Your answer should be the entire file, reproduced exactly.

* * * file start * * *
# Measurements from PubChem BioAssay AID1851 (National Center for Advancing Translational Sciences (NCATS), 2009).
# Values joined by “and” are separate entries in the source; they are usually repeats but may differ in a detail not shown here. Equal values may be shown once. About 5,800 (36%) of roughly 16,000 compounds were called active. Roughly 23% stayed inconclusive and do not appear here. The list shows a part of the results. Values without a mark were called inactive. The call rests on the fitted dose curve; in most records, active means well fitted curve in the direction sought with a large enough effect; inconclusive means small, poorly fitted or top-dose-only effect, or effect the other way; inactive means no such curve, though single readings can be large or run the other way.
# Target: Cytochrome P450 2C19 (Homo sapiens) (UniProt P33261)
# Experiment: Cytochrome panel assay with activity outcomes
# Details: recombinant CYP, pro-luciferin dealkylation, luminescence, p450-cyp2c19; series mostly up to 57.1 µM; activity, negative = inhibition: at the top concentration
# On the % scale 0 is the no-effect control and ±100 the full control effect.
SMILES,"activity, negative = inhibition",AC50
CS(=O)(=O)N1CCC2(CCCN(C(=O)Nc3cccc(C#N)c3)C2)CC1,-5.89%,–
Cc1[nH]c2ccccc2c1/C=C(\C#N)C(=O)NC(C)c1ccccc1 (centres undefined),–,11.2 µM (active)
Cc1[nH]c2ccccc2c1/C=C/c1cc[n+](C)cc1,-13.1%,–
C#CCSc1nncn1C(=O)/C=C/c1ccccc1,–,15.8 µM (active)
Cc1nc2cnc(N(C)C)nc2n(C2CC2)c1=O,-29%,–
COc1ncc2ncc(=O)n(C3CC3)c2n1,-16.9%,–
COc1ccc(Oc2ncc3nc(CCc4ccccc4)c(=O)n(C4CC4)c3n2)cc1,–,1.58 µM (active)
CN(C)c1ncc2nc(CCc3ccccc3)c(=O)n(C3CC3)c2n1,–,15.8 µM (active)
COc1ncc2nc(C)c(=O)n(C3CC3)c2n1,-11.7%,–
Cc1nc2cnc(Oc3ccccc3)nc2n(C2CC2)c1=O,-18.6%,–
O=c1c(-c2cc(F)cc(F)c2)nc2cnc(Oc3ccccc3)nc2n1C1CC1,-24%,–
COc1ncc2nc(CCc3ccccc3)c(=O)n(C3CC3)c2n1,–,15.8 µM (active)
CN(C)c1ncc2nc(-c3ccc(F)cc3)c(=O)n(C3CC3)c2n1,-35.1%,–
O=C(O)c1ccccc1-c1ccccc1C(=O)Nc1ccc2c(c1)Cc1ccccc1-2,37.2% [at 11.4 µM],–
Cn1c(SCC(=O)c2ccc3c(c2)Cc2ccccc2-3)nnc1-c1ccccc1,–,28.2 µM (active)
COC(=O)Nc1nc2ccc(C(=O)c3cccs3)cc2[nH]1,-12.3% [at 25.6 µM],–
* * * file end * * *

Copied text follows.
# Measurements from PubChem BioAssay AID1851 (National Center for Advancing Translational Sciences (NCATS), 2009).
# Values joined by “and” are separate entries in the source; they are usually repeats but may differ in a detail not shown here. Equal values may be shown once. About 5,800 (36%) of roughly 16,000 compounds were called active. Roughly 23% stayed inconclusive and do not appear here. The list shows a part of the results. Values without a mark were called inactive. The call rests on the fitted dose curve; in most records, active means well fitted curve in the direction sought with a large enough effect; inconclusive means small, poorly fitted or top-dose-only effect, or effect the other way; inactive means no such curve, though single readings can be large or run the other way.
# Target: Cytochrome P450 2C19 (Homo sapiens) (UniProt P33261)
# Experiment: Cytochrome panel assay with activity outcomes
# Details: recombinant CYP, pro-luciferin dealkylation, luminescence, p450-cyp2c19; series mostly up to 57.1 µM; activity, negative = inhibition: at the top concentration
# On the % scale 0 is the no-effect control and ±100 the full control effect.
SMILES,"activity, negative = inhibition",AC50
CS(=O)(=O)N1CCC2(CCCN(C(=O)Nc3cccc(C#N)c3)C2)CC1,-5.89%,–
Cc1[nH]c2ccccc2c1/C=C(\C#N)C(=O)NC(C)c1ccccc1 (centres undefined),–,11.2 µM (active)
Cc1[nH]c2ccccc2c1/C=C/c1cc[n+](C)cc1,-13.1%,–
C#CCSc1nncn1C(=O)/C=C/c1ccccc1,–,15.8 µM (active)
Cc1nc2cnc(N(C)C)nc2n(C2CC2)c1=O,-29%,–
COc1ncc2ncc(=O)n(C3CC3)c2n1,-16.9%,–
COc1ccc(Oc2ncc3nc(CCc4ccccc4)c(=O)n(C4CC4)c3n2)cc1,–,1.58 µM (active)
CN(C)c1ncc2nc(CCc3ccccc3)c(=O)n(C3CC3)c2n1,–,15.8 µM (active)
COc1ncc2nc(C)c(=O)n(C3CC3)c2n1,-11.7%,–
Cc1nc2cnc(Oc3ccccc3)nc2n(C2CC2)c1=O,-18.6%,–
O=c1c(-c2cc(F)cc(F)c2)nc2cnc(Oc3ccccc3)nc2n1C1CC1,-24%,–
COc1ncc2nc(CCc3ccccc3)c(=O)n(C3CC3)c2n1,–,15.8 µM (active)
CN(C)c1ncc2nc(-c3ccc(F)cc3)c(=O)n(C3CC3)c2n1,-35.1%,–
O=C(O)c1ccccc1-c1ccccc1C(=O)Nc1ccc2c(c1)Cc1ccccc1-2,37.2% [at 11.4 µM],–
Cn1c(SCC(=O)c2ccc3c(c2)Cc2ccccc2-3)nnc1-c1ccccc1,–,28.2 µM (active)
COC(=O)Nc1nc2ccc(C(=O)c3cccs3)cc2[nH]1,-12.3% [at 25.6 µM],–